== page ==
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Exploring Our Love-Hate Relationship with Facebook

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This just in: Facebook gets an “F” in customer satisfaction. Yes, in a survey released this month, the American Customer Satisfaction Index reports that Facebook has scored a surprisingly low 64 points out of a possible 100. “This puts Facebook in the bottom 5 per cent of all measured private-sector companies, and in the same range as airlines and cable companies, two perennially low-scoring industries with terrible customer satisfaction,” reports the ACSI. The site has even lower satisfaction than IRS e-filers. Ouch.

How can this be? How can the most visited site on the Internet also be among the most despised?

The complaints against Facebook are familiar. There’s the well-founded privacy concerns, the confusing and repeated changes to the interface, the intrusive advertising and silly games. But these foibles amount to the quirky yet sometimes annoying traits of a creature we otherwise love. Facebook is like a beloved puppy that decides to munch on your new sandals for lunch, if you will. Facebook is the husband with a tendency to leave his sweaty gym socks on the bathroom floor. While these are not among our favorite traits, they aren’t enough to make us abandon puppy, hubby or social network for good.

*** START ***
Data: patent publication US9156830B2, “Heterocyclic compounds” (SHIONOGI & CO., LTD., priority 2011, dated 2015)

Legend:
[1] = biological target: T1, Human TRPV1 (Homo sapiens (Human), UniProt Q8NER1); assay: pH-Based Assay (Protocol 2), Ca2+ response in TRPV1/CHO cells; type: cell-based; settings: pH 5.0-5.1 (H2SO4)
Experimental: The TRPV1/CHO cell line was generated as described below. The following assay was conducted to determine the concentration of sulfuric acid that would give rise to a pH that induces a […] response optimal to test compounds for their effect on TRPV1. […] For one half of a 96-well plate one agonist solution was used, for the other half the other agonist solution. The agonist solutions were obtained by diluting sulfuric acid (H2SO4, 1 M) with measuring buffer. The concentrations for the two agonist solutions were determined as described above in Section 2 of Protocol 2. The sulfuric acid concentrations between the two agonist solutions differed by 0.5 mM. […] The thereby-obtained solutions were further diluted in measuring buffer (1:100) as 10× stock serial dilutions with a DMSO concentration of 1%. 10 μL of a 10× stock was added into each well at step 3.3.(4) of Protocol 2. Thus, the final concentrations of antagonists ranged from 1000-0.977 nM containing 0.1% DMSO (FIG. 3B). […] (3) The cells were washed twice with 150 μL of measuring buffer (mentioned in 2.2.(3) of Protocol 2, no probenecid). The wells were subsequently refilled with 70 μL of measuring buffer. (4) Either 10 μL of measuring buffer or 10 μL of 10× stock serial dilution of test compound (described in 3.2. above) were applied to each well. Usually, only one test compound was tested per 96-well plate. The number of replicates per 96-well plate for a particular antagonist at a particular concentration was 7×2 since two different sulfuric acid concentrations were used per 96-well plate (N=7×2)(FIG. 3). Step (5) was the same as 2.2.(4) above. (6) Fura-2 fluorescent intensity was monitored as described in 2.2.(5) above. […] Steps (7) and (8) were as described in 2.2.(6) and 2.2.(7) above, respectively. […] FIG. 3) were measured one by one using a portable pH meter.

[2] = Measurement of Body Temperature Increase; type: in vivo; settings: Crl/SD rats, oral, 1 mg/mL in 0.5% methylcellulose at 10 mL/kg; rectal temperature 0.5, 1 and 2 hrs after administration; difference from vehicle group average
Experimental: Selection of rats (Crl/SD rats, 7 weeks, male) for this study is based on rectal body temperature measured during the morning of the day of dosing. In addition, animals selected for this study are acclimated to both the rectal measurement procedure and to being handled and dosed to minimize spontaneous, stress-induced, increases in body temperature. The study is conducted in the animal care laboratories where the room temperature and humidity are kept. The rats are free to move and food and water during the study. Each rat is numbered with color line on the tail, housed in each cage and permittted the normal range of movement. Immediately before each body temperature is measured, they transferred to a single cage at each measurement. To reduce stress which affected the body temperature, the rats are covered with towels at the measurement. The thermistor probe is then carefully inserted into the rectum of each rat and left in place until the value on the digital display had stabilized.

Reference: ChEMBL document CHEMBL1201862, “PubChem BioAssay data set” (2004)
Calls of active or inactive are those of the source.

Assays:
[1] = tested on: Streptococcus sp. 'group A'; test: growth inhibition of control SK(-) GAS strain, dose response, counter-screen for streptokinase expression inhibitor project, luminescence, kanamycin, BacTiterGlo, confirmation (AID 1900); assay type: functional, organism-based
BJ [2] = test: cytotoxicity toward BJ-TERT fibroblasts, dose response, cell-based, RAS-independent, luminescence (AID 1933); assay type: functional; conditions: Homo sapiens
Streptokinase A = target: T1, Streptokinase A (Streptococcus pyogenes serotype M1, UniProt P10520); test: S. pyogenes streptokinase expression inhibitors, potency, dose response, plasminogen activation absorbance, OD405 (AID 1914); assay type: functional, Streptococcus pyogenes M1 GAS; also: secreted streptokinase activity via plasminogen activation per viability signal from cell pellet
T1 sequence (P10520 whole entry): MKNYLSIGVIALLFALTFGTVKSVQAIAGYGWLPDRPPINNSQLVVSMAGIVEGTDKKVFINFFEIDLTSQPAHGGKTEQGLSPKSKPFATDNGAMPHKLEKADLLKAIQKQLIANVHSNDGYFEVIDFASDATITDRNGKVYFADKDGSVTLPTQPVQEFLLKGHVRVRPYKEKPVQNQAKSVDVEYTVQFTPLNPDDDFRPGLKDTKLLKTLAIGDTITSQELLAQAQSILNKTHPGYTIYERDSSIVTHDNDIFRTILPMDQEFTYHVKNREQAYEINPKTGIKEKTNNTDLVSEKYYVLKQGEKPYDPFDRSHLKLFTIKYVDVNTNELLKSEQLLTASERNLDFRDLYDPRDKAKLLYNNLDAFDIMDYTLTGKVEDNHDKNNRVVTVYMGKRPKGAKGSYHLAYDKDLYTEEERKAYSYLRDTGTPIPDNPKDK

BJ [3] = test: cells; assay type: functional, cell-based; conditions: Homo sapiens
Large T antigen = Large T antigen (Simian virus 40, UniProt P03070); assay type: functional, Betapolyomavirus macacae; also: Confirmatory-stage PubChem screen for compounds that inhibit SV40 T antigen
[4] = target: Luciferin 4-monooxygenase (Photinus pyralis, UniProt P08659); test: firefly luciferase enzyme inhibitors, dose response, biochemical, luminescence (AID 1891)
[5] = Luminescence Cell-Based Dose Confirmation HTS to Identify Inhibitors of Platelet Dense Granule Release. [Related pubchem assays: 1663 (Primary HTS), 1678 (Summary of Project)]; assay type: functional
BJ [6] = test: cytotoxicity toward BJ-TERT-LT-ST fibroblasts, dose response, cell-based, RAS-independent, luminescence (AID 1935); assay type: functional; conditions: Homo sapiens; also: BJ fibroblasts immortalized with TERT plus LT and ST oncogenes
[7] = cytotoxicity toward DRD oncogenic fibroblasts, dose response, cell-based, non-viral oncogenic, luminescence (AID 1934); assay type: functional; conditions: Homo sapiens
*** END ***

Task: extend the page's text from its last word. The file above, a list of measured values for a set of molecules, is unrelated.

Facebook has become an indispensible “social utility” to many people (approximately 500 million). A great achievement for Facebook but it’s hard to unconditionally love an entity that large and powerful. This is why the recent backlash is predictable, just as backlash is predictable against any “utility” of Facebook’s size. Perhaps the results of the ACSI survey only reinforce that fact that Facebook has become a permanent and essential part of life, just like cable TV and airline travel.

And while a “social utility” like Facebook clearly isn’t as important as say, the fresh water supply, it is a practical, efficient way to track down and connect with family, friends, acquaintances, colleagues and the like. Something this universally useful is not going to go away quickly, if ever, despite complaints about unsympathetic changes to privacy and user interface. Note the recent failure of Quit Facebook Day.

One could argue that Facebook has transcended “social media” and is now simply a regular, everyday part of life for people young and old, man and woman. It is for this reason that Facebook finds itself in the same boat as airlines, cable companies and the IRS, and why the (albeit sometimes tumultuous) relationship between Facebook and its users will continue to endure.

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